Are black men not protecting black women or is something else going on? We are about to dive into this topic but I expect I’ll have to write even more to drive this point home. I’ll be sure to link to past articles on SoPoCo.net as well. The following is a response to a black woman on facebook, talking about how she’s still mad over several incidents in the past few weeks.
These incidents, to her and several black women, all suggest more and more evidence of black men not protecting black women.
She named the “Surviving R. Kelly doc”, the Black woman fighting at McDonalds, and the little black girl, Jasmine Barnes who was killed in a drive by shooting in Houston. She is not alone in suggesting that these incidents prove black men are not protecting black women. This running, very negative and divisive narrative has been gaining momentum for the past couple years. Mostly stemming from the “Black men ain’t shit” narrative, which has also been very destructive to the black community. My thoughts, are below:
I’m gonna just be real; Black women need to stop playing into the white man’s hands with this “black men aren’t protecting us” narrative.
Black men have been telling black women to leave R. Kelly alone for at least 20 years; Black women do not Listen to what black men say tho… black women refuse to ‘follow’ a black man’s lead; it’s called ‘controlling’ if a black man tells a woman what music to listen to, how to dress, where she should hang out, and when — like not going to gas stations at night alone; Saw a video the other day a bunch of thirsty negroes with no home training all up on a girl at the gas station; All those men were wrong; but i’m sure she had a daddy or a uncle or a brother or prolly even a man who told her ‘don’t go to gas stations at night by yourself’ — and she went anyway.
The biggest supporter of R. Kelly has been black women; Just look at the most recent concerts and you’ll see Black women Rubbing their hands all IN his crotch; We BEEN known he was a monster for 20 years tho; y’all do not listen to us; Then comes the McDonalds issue; again, black men DID Step in; not sure why people keep saying none helped; a black man is literally seen pulling the white man off of her; same time, those are “kids” working at McDonalds; and as several people have pointed out, as black women Help push for the effeminization of black men, FEWER black men will act “like Men” — as black women support Madea, and other black men in dresses acting like women – more than they support Old Male Roles;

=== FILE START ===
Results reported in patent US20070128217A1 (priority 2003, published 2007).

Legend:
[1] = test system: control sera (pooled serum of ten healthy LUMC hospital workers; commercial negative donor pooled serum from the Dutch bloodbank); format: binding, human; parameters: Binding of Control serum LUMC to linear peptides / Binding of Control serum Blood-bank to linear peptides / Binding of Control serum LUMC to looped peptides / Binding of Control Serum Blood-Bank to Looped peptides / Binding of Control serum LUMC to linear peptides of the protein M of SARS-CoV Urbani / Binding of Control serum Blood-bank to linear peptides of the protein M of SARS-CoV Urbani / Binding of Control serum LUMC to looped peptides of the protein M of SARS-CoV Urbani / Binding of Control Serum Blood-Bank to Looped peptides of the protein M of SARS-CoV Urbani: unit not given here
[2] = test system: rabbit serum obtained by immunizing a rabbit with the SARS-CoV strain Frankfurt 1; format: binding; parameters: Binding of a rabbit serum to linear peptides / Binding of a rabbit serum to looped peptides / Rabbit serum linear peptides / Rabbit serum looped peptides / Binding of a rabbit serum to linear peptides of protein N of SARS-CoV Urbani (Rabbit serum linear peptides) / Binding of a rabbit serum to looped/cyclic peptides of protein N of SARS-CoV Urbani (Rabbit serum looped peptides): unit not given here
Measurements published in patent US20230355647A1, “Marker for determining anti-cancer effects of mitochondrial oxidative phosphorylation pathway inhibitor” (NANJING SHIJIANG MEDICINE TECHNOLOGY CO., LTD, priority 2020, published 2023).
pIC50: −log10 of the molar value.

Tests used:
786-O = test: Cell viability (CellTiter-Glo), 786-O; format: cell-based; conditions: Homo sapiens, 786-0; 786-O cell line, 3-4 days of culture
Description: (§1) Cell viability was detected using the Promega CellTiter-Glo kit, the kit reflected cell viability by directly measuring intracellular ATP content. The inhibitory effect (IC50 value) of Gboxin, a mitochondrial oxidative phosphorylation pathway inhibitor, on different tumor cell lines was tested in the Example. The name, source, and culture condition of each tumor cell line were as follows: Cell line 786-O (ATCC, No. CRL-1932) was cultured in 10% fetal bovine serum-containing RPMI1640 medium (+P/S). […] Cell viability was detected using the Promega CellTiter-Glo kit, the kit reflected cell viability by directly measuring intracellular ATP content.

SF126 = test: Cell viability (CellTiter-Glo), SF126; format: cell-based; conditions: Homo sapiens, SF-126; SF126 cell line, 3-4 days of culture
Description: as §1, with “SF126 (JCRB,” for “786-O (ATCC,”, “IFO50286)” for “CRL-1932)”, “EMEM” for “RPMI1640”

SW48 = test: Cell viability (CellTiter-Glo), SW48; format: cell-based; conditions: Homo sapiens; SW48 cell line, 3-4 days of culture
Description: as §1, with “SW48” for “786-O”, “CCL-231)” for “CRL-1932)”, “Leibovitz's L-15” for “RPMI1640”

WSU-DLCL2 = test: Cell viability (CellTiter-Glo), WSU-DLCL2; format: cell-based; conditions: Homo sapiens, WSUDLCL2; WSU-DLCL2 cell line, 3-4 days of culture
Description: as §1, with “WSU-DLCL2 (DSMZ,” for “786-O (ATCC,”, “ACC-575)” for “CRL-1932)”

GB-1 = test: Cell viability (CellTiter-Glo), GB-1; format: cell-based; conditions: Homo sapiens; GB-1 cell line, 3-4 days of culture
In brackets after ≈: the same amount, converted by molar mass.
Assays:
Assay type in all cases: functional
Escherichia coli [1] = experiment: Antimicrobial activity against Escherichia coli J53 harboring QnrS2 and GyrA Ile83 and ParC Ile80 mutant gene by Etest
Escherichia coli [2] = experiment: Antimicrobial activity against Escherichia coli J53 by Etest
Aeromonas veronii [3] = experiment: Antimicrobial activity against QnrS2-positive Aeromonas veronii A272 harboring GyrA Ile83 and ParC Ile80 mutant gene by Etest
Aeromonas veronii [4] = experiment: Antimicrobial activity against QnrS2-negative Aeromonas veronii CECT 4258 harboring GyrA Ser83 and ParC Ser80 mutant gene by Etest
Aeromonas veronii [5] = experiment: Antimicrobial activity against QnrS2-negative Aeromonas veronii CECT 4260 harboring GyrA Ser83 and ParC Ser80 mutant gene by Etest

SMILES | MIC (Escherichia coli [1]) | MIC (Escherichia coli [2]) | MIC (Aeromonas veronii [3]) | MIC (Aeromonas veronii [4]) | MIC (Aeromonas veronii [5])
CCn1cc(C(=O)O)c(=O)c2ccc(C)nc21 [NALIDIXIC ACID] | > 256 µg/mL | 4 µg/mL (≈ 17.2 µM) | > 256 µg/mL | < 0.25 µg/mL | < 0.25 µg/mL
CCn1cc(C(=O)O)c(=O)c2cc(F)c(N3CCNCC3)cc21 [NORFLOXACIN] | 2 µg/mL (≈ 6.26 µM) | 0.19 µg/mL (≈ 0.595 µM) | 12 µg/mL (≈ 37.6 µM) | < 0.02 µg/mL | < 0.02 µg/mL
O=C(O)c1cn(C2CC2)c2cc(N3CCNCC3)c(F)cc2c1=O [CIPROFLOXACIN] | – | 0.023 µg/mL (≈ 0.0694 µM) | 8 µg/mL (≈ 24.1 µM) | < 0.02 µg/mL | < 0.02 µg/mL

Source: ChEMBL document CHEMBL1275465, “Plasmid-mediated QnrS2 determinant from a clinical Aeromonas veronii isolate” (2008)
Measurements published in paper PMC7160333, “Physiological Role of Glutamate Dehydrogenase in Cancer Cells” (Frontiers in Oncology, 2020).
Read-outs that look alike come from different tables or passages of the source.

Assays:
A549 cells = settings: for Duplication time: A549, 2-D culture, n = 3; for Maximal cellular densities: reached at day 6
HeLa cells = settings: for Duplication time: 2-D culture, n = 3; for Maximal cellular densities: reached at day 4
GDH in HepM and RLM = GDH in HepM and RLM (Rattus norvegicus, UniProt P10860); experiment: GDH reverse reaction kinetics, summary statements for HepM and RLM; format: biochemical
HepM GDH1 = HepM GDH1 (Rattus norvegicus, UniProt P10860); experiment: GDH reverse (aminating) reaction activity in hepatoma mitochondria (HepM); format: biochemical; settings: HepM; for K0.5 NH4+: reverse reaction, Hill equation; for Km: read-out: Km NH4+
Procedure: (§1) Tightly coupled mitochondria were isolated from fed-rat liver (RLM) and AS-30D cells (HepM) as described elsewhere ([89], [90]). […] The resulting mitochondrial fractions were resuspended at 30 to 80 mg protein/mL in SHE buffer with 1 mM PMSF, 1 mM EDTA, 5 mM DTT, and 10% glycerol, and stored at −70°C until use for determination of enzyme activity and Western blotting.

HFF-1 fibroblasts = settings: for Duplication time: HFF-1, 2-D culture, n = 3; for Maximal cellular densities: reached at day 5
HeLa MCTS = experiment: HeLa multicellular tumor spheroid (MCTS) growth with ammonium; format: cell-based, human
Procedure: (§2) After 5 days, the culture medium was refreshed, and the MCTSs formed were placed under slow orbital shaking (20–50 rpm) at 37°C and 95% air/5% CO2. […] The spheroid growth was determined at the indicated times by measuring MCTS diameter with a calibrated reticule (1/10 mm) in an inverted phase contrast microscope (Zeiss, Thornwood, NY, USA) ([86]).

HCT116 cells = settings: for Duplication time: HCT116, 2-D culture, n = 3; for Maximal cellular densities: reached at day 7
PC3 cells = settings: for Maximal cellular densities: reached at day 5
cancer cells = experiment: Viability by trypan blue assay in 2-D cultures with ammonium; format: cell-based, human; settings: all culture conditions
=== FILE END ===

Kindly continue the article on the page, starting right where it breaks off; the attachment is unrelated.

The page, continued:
Black women have to stop with all this nonsense, only to turn around and blame black MEN for what we are supposedly ‘not’ doing when the truth is, black women are not allowing us to do it – y’all have to make up your minds and take some responsibility for what you are out here doing – if you want our protection you have to work ‘with’ us and not ‘against’ us; we cannot protect women who are so independent that they continue to put themselves in harms way, even though Men have asked them not to;
Essentially men have told black women not to touch the hot stove and you respond with ‘no man about to tell me what to do’ – you touch the hot stove anyway; BURN your hands; then say “why the black man didn’t protect me from this hot stove????” —- it needs to stop. (end of initial response….)
Let’s go deeper, and look at a few of these incidents that sparked her anger at black men this morning…
Look close and you’ll notice a Black MAN is there the entire time; he even tries to pull her away ‘before’ the incident began….
It all happened super fast; For all ‘we’ know the black men in there knew the white guy was mentally not all there. So that is most likely why her co worker, a black man was attempting to pull her Away ‘before’ things escalated. He moved too slow…. BUT was there the ENTIRE time; First he tries to pull his coworker away, realizes the white man is holding her, then goes directly to the white man to pull him OFF of her; So why have so many black women looked at this video, and responded with saying black men were not protecting her?
I’m baffled, to be honest. A black man is here, the entire time.
Then more black men moved into the frame, just in case the white man wanted more smoke. 4 black men can be seen moving into the frame just in case this white man did anything else. All of them are in ‘ready to act’ positions. Again, black women everywhere (who are saying no one protected her) – what are you doing?